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First Reports of Damages from Tonga in Wake of Volcanic Eruption and Tsunami

This satellite image provided by Maxar Technologies shows ash covered homes and buildings in Tonga, Jan. 18, 2022 after a huge undersea volcanic eruption.

Regional governments and international aid agencies are reporting significant damage to Tonga’s main island following last Saturday’s undersea volcanic eruption and subsequent tsunami.

Officials with the United Nations humanitarian agency say several resorts and houses along the western beaches of Tongatapu have been destroyed or badly damaged, with the capital of Nuku’alofa covered in ash.

Preliminary reports of the aftermath of the disaster began coming in Monday after Australia and New Zealand sent military surveillance flights over the isolated Pacific island nation. Reports of damage have also come from Tongans using satellite phone service, which has been sporadic due to the ash that continues to hover over the islands.

The surveillance flights also detected significant damage on the small islands of Mango and Fonoi, home to a combined 105 people. The U.N. humanitarian agency says an active distress beacon has been detected from Mango.

In this photo provided by the New Zealand Defense Force, volcanic ash covers roof tops and vegetation in an area of Tonga, Jan. 17, 2022.
In this photo provided by the New Zealand Defense Force, volcanic ash covers roof tops and vegetation in an area of Tonga, Jan. 17, 2022.

Saturday’s eruption of the Hunga-Tonga-Hunga-Ha’apai volcano, located about 64 kilometers north of Nuku’alofa, severely damaged the single undersea fiber-optic cable that provides phone and internet service to the island. Operators say repairs to the cable could take anywhere from one to three weeks, depending on the extent of the damage.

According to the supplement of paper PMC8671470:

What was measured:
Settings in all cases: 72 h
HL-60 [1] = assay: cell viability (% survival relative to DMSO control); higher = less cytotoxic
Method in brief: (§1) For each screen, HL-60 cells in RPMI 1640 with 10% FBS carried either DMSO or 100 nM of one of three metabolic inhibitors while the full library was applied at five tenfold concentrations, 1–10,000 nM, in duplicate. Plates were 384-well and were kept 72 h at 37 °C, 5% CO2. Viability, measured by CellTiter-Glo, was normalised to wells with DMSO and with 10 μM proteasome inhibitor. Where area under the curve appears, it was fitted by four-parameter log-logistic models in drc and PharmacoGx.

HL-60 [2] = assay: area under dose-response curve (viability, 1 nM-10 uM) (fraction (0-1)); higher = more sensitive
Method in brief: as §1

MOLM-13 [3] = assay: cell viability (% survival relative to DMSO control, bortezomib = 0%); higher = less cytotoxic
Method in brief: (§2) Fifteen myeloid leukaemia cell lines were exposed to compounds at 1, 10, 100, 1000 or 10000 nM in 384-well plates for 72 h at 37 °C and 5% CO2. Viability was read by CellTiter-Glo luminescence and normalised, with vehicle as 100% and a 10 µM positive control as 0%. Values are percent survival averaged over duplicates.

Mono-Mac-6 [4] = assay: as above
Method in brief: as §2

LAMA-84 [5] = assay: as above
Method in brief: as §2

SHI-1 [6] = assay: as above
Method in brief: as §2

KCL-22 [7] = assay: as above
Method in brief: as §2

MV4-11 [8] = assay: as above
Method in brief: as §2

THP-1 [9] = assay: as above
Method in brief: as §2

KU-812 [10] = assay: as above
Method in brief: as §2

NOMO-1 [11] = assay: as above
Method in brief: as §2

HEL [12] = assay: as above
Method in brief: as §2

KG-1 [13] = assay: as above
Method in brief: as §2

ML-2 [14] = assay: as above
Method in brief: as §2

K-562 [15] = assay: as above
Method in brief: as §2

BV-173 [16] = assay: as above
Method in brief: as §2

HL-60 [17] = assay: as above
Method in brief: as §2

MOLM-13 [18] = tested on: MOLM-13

Tongan authorities are urging residents to wear masks and drink bottled water as the volcanic ash has turned the air toxic and contaminated the island’s fresh drinking water.

Australian and New Zealand military officials say their cargo planes are unable to deliver critically needed relief supplies until the runway at Tonga’s airport is cleared of ash.

Plans for the relief efforts are also complicated by concerns from Tongan authorities about relief workers bringing COVID-19 into the island, which has so far avoided the disease.

The family of 50-year-old British national Angela Glover, who was swept out to sea by the tsunami, said Monday her body had been recovered.

The eruption triggered tsunami warnings along much of the western U.S. coastline. Elsewhere, two people in Peru drowned due to high waves triggered by the tsunami.

Tonga lies along the seismically active Pacific "Ring of Fire" region, which is lined with seismic fault lines and active volcanoes.